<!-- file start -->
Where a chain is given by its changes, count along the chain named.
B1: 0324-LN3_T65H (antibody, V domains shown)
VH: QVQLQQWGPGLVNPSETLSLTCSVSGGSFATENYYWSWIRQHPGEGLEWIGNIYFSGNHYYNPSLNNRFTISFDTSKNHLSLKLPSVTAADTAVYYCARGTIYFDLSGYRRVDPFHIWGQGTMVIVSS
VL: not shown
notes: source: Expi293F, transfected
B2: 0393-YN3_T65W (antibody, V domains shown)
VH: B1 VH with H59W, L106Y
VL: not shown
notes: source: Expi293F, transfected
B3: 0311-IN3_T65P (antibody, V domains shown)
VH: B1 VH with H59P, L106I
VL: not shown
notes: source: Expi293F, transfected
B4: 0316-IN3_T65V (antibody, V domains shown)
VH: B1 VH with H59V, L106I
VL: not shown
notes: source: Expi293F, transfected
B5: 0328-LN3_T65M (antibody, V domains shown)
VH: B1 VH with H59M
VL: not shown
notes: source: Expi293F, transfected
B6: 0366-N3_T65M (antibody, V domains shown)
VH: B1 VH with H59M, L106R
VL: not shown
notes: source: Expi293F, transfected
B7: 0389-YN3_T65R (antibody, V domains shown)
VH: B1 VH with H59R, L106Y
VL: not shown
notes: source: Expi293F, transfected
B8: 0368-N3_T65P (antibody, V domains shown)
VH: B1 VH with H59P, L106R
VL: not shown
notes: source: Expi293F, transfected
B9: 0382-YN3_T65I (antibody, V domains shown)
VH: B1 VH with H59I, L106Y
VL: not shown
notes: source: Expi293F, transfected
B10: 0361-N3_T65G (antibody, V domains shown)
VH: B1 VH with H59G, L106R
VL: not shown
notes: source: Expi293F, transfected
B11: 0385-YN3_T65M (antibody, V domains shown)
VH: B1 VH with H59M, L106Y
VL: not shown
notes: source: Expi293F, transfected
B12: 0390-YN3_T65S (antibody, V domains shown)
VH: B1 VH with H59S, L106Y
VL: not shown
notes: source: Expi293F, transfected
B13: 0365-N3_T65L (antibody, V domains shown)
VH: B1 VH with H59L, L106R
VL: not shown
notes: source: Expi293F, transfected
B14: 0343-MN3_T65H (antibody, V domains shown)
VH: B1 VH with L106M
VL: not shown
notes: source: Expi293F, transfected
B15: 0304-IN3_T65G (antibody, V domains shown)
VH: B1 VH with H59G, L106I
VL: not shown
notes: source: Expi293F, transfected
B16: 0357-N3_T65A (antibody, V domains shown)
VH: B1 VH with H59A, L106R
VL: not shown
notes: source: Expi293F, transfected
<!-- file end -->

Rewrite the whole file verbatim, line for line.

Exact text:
Where a chain is given by its changes, count along the chain named.
B1: 0324-LN3_T65H (antibody, V domains shown)
VH: QVQLQQWGPGLVNPSETLSLTCSVSGGSFATENYYWSWIRQHPGEGLEWIGNIYFSGNHYYNPSLNNRFTISFDTSKNHLSLKLPSVTAADTAVYYCARGTIYFDLSGYRRVDPFHIWGQGTMVIVSS
VL: not shown
notes: source: Expi293F, transfected
B2: 0393-YN3_T65W (antibody, V domains shown)
VH: B1 VH with H59W, L106Y
VL: not shown
notes: source: Expi293F, transfected
B3: 0311-IN3_T65P (antibody, V domains shown)
VH: B1 VH with H59P, L106I
VL: not shown
notes: source: Expi293F, transfected
B4: 0316-IN3_T65V (antibody, V domains shown)
VH: B1 VH with H59V, L106I
VL: not shown
notes: source: Expi293F, transfected
B5: 0328-LN3_T65M (antibody, V domains shown)
VH: B1 VH with H59M
VL: not shown
notes: source: Expi293F, transfected
B6: 0366-N3_T65M (antibody, V domains shown)
VH: B1 VH with H59M, L106R
VL: not shown
notes: source: Expi293F, transfected
B7: 0389-YN3_T65R (antibody, V domains shown)
VH: B1 VH with H59R, L106Y
VL: not shown
notes: source: Expi293F, transfected
B8: 0368-N3_T65P (antibody, V domains shown)
VH: B1 VH with H59P, L106R
VL: not shown
notes: source: Expi293F, transfected
B9: 0382-YN3_T65I (antibody, V domains shown)
VH: B1 VH with H59I, L106Y
VL: not shown
notes: source: Expi293F, transfected
B10: 0361-N3_T65G (antibody, V domains shown)
VH: B1 VH with H59G, L106R
VL: not shown
notes: source: Expi293F, transfected
B11: 0385-YN3_T65M (antibody, V domains shown)
VH: B1 VH with H59M, L106Y
VL: not shown
notes: source: Expi293F, transfected
B12: 0390-YN3_T65S (antibody, V domains shown)
VH: B1 VH with H59S, L106Y
VL: not shown
notes: source: Expi293F, transfected
B13: 0365-N3_T65L (antibody, V domains shown)
VH: B1 VH with H59L, L106R
VL: not shown
notes: source: Expi293F, transfected
B14: 0343-MN3_T65H (antibody, V domains shown)
VH: B1 VH with L106M
VL: not shown
notes: source: Expi293F, transfected
B15: 0304-IN3_T65G (antibody, V domains shown)
VH: B1 VH with H59G, L106I
VL: not shown
notes: source: Expi293F, transfected
B16: 0357-N3_T65A (antibody, V domains shown)
VH: B1 VH with H59A, L106R
VL: not shown
notes: source: Expi293F, transfected